suboptimal. I think that would be a good way of describing Ed


Miliband's speech. The problem for Ed Miliband in memorising speeches


is that we are not auditioning for a new lines Olivier, we're rehearsing


for Prime Minister. He failed the Laurence Olivier test, and therefore


failed the Prime Minister test. I think the real problem for him was


forgetting to mention the deficit. He spoke from the heart about issues


which she really cares about, the NHS, the rupture between wages and


inflation, and forgot the deficit. Those issues are important, but if


you are not addressing things like the deficit, then people are really


not going to be listening to your messages on the areas that matter.


Was it bad? Yes, suboptimal, I am afraid. I hope that this ends the


nonsense of leaders wasting their time learning speeches off by


heart. You could learn a Shakespeare play in the time it takes to learn


70 minutes of a leader's speech I think we should just go back to


sensible reading what you have written. You can then alter it just


beforehand. A lot of things were changing, which is not surprising,


but he did not have time to learn it. It is a silly gimmick, it worked


once or twice, but that is enough for that. Despite some of the


derision of Mr Miliband, the Tories are flat-lining in the sun decks,


they have been there almost since the disastrous budget, the


omnishambles, of 2012, Labour is still several points ahead, nothing


seems to change? And David Cameron is now the leader in trouble. It is


almost as if a week is a long time in politics. I thought the Labour


and friends was Saab -- sub-suboptimal. It was so parochial.


You could've watched the top speeches without knowing that the


borders of Ukraine, and Iraq and Syria were in question. I hope,


because of Friday's discussion in Parliament, that this conference


will raise its sights a bit, and we will have something in Cameron's


speech, possibly that of George Osborne as well, which is a bit more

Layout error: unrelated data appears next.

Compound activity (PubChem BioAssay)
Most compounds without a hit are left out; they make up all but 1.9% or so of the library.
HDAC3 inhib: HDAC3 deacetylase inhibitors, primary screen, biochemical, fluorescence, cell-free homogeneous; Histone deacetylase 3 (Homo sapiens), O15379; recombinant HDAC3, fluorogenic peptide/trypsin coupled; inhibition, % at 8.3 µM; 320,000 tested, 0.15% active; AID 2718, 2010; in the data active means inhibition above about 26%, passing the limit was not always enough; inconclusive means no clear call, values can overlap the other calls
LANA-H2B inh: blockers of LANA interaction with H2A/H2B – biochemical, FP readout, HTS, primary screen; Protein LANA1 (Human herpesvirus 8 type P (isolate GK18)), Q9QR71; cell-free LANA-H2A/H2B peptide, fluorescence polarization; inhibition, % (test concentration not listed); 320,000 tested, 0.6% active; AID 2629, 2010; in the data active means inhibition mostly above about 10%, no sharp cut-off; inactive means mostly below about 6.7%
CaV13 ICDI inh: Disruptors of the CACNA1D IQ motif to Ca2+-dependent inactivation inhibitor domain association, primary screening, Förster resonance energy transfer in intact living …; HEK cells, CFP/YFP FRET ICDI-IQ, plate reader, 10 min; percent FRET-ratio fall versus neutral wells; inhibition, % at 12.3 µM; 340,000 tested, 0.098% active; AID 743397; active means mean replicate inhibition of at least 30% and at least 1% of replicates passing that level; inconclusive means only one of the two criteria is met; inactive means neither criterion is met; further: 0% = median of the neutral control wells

global. People hoped UKIP had gone away during the summer, people at


this conference, I mean, but it is back with a bang. They are still up


at 15% in the polls, the Tories languishing on 32 - what is going to


change? UKIP won 3% of the last election, I always thought they


would get about 6%. If, by the turn of the year, they are still in


double digits, I think at that point you can begin to wake of his


party's chances of winning. I have had three people say to me so far,


come election day, it will be fine, people will sober up and so on. It


will be all right on the night is not a very good strategy, frankly.


When they get past 5%, I start to bite into our 3-way marginal seats,


with liberals, Labour and Tories, and we have got about 60 of those in


the Midlands and the north, so it really is quite serious. And if I


may steal one of David's lines, when you were interviewing Mark Reckless


this morning, and was not talking about the EU referendum, he was


talking about how he felt he had broken his pledges to the electorate


because the Conservatives he said had failed on immigration and on the


deficit, and those sort of bread-and-butter issues could be


really potent on the doorstep, which means the Tories have got to run the


kind of campaign they ran in Newark, which is a real centre ground,


Reddan but a campaign, in which they would hope to get Liberal Democrat


and Labour voters out to vote tactically against UKIP. I think


today we have seen Cameron been pushed to the right. He has had to


say, yes, I would leave Europe, which he has never said before. It


is a huge stepping stone, a big difference. It takes the Tory party


somewhere else. May be get them a lot of votes. But it has not so far.


But I think it loses a lot of people. The industry organisations,


for example. The prospect of going out of Europe, but is quite a fight


for them. Is it not the lesson that you can out UKIP UKIP? Well, you do


not need to, really. I agree, last week was sub-sub-suboptimal. Hold


on, that is enough subs! I would not be crowing too much! But what I was


going to say, he left out something incredibly important, the deficit.


But how many people outside the M25 are thinking about the deficit? One


problem we face with Miliband is, he is good at politics and bad at